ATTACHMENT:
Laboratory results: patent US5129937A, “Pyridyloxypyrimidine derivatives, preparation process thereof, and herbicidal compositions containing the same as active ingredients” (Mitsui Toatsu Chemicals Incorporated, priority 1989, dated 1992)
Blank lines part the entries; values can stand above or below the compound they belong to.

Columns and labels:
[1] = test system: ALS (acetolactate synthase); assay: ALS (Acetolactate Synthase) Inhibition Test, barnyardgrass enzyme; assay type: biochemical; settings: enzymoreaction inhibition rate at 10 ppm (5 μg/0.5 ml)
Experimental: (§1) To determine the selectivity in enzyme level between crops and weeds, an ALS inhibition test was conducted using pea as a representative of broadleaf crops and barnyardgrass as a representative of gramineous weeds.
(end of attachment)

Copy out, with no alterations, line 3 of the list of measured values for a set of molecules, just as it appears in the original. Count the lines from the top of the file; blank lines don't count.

Columns and labels: